As coronavirus cases are starting to spike across the U.S., experts are saying that Florida could possibly be the next epicenter for the disease. According to ABC 57, a team of scientists at Children's Hospital of Philadelphia and the University of Pennsylvania put together a model that projected the chances. Florida has "all the markings of the next large epicenter of coronavirus transmission," and runs the risk of being the "worst it has ever been," per the results of the project.
Florida is just one of 10 states that have seen record-high seven-day averages of new coronavirus cases per day, joining Alabama, Arizona, California, Nevada, North Carolina, Oklahoma, Oregon, South Carolina and Texas. This is according to a CNN analysis of data collected by Johns Hopkins University. As far as all the states that are seeing Covid-19 cases trend upwards — per the JHU data — the aforementioned ones are joined by Arkansas, Delaware, Florida, Georgia, Hawaii, Kansas, Louisiana, Montana, Tennessee, West Virginia and Wyoming. Then there are eight states that are seeing steady numbers in new cases: Connecticut, Indiana, Maine, Mississippi, Ohio, South Dakota, Utah and Washington. To date, more than 100,000 have died from coronavirus.
BREAKING: Florida added 3207 new COVID-19 cases overnight. New record.— Daniel Uhlfelder (@DWUhlfelderLaw) June 18, 2020
While more than half of the states in the U.S. are either seeing more cases or steady cases, 21 states are seeing a downward trend in new cases. These states are Colorado, Idaho, Illinois, Iowa, Kentucky, Maryland, Massachusetts, Michigan, Minnesota, Missouri, Nebraska, New Hampshire, New Mexico, New Jersey, New York, North Dakota, Pennsylvania, Rhode Island, Vermont, Virginia and Wisconsin. Notably, Vermont is reported to have seen a decrease of at least 50 percent.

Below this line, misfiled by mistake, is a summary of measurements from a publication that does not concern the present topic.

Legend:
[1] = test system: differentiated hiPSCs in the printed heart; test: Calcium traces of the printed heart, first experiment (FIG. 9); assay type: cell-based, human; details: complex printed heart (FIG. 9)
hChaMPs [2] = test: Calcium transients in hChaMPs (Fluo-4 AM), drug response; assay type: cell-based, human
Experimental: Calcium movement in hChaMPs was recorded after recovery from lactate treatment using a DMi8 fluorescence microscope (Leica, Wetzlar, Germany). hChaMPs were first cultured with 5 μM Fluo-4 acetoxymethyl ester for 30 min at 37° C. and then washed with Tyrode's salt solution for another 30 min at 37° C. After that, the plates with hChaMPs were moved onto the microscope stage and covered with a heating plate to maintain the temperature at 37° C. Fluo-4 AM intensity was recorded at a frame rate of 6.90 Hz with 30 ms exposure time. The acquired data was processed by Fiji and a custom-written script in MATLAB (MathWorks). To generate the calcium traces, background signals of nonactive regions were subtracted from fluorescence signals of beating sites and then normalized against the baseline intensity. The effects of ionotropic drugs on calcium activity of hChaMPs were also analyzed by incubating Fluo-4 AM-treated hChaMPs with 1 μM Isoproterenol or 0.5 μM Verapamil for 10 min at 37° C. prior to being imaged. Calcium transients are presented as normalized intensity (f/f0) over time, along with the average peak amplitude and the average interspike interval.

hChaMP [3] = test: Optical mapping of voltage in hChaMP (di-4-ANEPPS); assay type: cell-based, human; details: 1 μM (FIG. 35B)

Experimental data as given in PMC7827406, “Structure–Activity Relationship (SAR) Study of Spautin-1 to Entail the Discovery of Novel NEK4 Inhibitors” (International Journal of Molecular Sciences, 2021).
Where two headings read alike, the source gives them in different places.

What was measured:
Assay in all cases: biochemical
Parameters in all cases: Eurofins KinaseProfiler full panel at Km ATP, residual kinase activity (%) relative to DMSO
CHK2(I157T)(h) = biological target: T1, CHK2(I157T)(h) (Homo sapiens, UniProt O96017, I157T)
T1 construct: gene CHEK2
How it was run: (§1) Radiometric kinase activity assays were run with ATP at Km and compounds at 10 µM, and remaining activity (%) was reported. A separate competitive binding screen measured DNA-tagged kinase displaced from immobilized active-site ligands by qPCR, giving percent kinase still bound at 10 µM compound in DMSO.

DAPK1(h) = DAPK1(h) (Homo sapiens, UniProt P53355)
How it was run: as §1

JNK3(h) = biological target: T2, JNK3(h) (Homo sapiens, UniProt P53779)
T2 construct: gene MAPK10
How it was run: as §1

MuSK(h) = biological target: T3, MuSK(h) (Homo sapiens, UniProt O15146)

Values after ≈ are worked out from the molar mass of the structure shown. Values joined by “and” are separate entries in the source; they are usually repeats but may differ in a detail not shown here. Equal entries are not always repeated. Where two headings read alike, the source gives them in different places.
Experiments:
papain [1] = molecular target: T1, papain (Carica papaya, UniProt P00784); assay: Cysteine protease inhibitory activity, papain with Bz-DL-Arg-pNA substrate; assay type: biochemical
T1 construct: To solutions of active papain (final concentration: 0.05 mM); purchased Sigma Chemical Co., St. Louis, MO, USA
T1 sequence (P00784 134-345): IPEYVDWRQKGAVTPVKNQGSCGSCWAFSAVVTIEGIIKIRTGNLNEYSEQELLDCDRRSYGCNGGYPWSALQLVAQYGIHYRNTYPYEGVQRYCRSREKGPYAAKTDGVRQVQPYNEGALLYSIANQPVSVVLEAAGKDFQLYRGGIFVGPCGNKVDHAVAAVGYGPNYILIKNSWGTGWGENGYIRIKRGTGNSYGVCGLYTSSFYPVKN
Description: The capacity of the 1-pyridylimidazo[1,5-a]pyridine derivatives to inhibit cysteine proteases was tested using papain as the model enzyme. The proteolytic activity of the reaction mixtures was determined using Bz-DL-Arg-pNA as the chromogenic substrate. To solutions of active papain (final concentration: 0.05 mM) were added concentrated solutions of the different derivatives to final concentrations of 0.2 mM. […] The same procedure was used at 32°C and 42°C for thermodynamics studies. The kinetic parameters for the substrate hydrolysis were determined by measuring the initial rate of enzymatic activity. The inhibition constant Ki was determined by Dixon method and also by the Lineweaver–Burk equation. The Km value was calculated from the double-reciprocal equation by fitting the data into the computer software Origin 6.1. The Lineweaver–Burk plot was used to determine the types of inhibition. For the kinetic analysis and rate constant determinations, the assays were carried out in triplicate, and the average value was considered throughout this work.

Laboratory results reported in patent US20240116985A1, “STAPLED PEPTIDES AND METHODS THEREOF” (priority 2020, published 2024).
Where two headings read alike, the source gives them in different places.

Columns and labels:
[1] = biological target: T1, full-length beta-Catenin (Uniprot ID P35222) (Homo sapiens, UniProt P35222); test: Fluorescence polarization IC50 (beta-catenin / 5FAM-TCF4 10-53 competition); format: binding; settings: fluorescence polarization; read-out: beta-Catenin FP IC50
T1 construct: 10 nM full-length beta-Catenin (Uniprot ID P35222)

This new report comes nearly one week after the Center for Disease Control and Prevention warned that the continuing rise in new Covid-19 cases could potentially lead to a "second wave" of quarantining. "If cases begin to go up again, particularly if they go up dramatically, it's important to recognize that more mitigation efforts such as what were implemented back in March may be needed again," CDC deputy director Jay Butler said on Friday, per CNBC. "Right now, communities are experiencing different levels of transmission occurring, as they gradually ease up onto the community mitigation efforts and gradually reopen."
At this time, while people are going out and about in public, the CDC strongly recommends that everyone wear a face mask to help prevent the spread of the virus. The department also recommends that everyone wash their hands regularly with warm water and soap.